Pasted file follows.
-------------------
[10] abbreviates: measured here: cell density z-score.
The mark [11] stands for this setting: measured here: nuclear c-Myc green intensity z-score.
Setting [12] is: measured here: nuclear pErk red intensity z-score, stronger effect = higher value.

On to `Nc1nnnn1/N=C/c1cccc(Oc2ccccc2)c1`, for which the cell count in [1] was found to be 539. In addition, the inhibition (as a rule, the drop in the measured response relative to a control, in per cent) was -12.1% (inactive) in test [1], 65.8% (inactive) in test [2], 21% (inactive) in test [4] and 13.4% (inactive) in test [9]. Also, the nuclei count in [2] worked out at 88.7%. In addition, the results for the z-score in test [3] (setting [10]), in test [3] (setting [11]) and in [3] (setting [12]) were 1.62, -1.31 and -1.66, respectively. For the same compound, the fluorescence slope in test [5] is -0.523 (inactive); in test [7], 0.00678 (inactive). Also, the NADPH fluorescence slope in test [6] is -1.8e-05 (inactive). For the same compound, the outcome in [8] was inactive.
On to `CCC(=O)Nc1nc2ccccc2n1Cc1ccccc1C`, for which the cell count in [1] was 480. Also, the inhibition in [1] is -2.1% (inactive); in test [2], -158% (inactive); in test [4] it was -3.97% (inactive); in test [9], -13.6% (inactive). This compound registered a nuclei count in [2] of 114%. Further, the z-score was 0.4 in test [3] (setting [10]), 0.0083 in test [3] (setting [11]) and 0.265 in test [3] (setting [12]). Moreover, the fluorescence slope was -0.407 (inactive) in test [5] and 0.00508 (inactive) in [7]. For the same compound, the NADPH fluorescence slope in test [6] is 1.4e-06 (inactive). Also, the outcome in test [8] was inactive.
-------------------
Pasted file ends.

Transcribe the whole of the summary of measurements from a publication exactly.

[10] abbreviates: measured here: cell density z-score.
The mark [11] stands for this setting: measured here: nuclear c-Myc green intensity z-score.
Setting [12] is: measured here: nuclear pErk red intensity z-score, stronger effect = higher value.

On to `Nc1nnnn1/N=C/c1cccc(Oc2ccccc2)c1`, for which the cell count in [1] was found to be 539. In addition, the inhibition (as a rule, the drop in the measured response relative to a control, in per cent) was -12.1% (inactive) in test [1], 65.8% (inactive) in test [2], 21% (inactive) in test [4] and 13.4% (inactive) in test [9]. Also, the nuclei count in [2] worked out at 88.7%. In addition, the results for the z-score in test [3] (setting [10]), in test [3] (setting [11]) and in [3] (setting [12]) were 1.62, -1.31 and -1.66, respectively. For the same compound, the fluorescence slope in test [5] is -0.523 (inactive); in test [7], 0.00678 (inactive). Also, the NADPH fluorescence slope in test [6] is -1.8e-05 (inactive). For the same compound, the outcome in [8] was inactive.
On to `CCC(=O)Nc1nc2ccccc2n1Cc1ccccc1C`, for which the cell count in [1] was 480. Also, the inhibition in [1] is -2.1% (inactive); in test [2], -158% (inactive); in test [4] it was -3.97% (inactive); in test [9], -13.6% (inactive). This compound registered a nuclei count in [2] of 114%. Further, the z-score was 0.4 in test [3] (setting [10]), 0.0083 in test [3] (setting [11]) and 0.265 in test [3] (setting [12]). Moreover, the fluorescence slope was -0.407 (inactive) in test [5] and 0.00508 (inactive) in [7]. For the same compound, the NADPH fluorescence slope in test [6] is 1.4e-06 (inactive). Also, the outcome in test [8] was inactive.